Freire also shows that his pedagogy has applications in politics, as well as in education, since political leaders can use educational methods to bolster their political work. In the fight to change an oppressive system, political leaders have their own methods of challenging the oppressors’ power—and Freire argues that these methods have much in common with his pedagogy. For example, political leaders use “organization” to bring people together in a structured group, and Freire calls this method “highly educational.” When political leaders organize oppressed people to fight for freedom, they all learn how to create a social structure that allows everyone to be free.
Education Quotes in Pedagogy of the Oppressed
Thought and study alone did not produce Pedagogy of the Oppressed; it is rooted in concrete situations and describes the reactions of laborers (peasant or urban) and of middle-class persons whom I have observed directly or indirectly during the course of my educative work.
For apart from inquiry, apart from the praxis, individuals cannot be truly human. Knowledge emerges only through invention and re-invention, through the restless, impatient, continuing, hopeful inquiry human beings pursue in the world, with the world, and with each other.
Indeed, the interests of the oppressors lie in “changing the consciousness of the oppressed, not the situation which oppresses them”; for the more the oppressed can be led to adapt to that situation, the more easily they can be dominated.
Implicit in the banking concept is the assumption of a dichotomy between human beings and the world: a person is merely in the world, not with the world or with others…In this view, the person is not a conscious being (corpo consciente); he or she is rather the possessor of a consciousness: an empty “mind” passively open to the reception of deposits of reality from the world outside.
Those truly committed to liberation must reject the banking concept in its entirety, adopting instead a concept of women and men as conscious beings, and consciousness as consciousness intent upon the world. They must abandon the educational goal of deposit-making and replace it with the posing of the problems of human beings in their relations with the world.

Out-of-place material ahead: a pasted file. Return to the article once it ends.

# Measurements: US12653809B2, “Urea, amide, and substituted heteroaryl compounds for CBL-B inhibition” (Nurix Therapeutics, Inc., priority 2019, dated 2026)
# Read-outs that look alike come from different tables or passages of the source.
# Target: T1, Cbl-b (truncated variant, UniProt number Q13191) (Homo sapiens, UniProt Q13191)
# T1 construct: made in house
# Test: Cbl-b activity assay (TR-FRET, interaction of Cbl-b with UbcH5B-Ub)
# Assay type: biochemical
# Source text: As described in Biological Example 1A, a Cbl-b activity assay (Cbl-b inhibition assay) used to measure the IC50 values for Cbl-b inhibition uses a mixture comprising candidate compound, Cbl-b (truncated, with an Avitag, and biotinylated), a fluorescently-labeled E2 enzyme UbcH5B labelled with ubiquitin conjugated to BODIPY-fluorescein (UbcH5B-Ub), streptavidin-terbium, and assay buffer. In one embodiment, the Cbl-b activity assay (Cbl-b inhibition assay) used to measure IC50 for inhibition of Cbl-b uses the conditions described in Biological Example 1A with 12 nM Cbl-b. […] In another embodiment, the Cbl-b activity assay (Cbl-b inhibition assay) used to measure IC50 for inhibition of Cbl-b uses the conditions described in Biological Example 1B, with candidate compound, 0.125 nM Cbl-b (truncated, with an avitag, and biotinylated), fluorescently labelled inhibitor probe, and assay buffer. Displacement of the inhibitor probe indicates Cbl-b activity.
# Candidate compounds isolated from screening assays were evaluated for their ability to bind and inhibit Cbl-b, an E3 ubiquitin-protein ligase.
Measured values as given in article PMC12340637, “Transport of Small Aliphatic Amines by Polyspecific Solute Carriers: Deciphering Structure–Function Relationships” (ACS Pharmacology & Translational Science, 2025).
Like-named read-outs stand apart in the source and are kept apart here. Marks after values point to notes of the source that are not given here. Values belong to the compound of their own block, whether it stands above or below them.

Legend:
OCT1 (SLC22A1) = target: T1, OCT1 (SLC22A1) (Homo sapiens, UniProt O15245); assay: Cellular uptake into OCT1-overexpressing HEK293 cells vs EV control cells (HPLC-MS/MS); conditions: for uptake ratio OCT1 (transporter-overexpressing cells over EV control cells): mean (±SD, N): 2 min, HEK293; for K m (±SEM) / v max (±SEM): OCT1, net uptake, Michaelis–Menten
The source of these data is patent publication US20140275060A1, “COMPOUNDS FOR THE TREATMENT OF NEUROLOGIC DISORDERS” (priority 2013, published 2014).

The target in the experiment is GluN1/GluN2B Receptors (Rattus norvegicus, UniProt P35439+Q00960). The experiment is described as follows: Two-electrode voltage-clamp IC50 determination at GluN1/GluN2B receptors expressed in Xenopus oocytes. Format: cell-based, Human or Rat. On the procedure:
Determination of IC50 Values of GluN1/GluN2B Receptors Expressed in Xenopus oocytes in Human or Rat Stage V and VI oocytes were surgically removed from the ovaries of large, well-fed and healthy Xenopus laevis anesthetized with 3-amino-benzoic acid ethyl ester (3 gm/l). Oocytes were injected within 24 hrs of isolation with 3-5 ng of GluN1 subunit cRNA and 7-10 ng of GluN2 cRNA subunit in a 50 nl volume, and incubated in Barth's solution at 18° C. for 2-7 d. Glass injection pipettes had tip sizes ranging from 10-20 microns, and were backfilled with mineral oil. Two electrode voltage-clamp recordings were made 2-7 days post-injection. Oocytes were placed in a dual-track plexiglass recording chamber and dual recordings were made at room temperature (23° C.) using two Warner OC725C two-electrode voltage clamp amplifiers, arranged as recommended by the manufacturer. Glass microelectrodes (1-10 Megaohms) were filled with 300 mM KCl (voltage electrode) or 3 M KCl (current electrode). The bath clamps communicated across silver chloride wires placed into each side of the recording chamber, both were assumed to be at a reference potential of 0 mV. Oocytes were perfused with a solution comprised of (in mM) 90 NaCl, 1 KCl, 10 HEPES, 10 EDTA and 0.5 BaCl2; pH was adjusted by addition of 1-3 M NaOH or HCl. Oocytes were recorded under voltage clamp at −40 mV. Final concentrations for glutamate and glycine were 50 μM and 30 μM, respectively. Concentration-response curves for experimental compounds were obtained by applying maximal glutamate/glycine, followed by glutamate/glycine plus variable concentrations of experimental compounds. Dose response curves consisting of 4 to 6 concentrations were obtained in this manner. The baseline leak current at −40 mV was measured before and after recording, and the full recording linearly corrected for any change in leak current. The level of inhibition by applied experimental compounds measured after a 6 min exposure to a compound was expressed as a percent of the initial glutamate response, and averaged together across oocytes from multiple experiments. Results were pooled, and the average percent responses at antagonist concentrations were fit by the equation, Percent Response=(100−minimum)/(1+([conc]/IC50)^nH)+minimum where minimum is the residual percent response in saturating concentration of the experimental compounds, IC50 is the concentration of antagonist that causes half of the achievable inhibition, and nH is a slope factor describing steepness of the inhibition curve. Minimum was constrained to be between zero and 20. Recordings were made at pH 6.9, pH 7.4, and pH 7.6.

Problem-posing education does not and cannot serve the interests of the oppressor. No oppressive order could permit the oppressed to begin to question: Why?
To exist, humanly, is to name the world, to change it. Once named, the world in its turn reappears to the namers as a problem and requires of them a new naming. Human beings are not built in silence, but in word, in work, in action-reflection.
One cannot expect positive results from an educational or political action program which fails to respect the particular view of the world held by the people. Such a program constitutes cultural invasion, good intentions notwithstanding.
The starting point for organizing the program content of education or political action must be the present, existential, concrete situation, reflecting the aspirations of the people. Utilizing certain basic contradictions, we must pose this existential, concrete, present situation to the people as a problem which challenges them and requires a response…
[Themes] imply others which are opposing or even antithetical; they also indicate tasks to be carried out and fulfilled. Thus, historical themes are never isolated, independent, disconnected, or static; they are always interacting dialectically with their opposites.
...Organization requires authority, so it cannot be authoritarian; it requires freedom, so it cannot be licentious. Organization is, rather, a highly educational process in which leaders and people together experience true authority and freedom, which they then seek to establish in society by transforming the society which mediates them.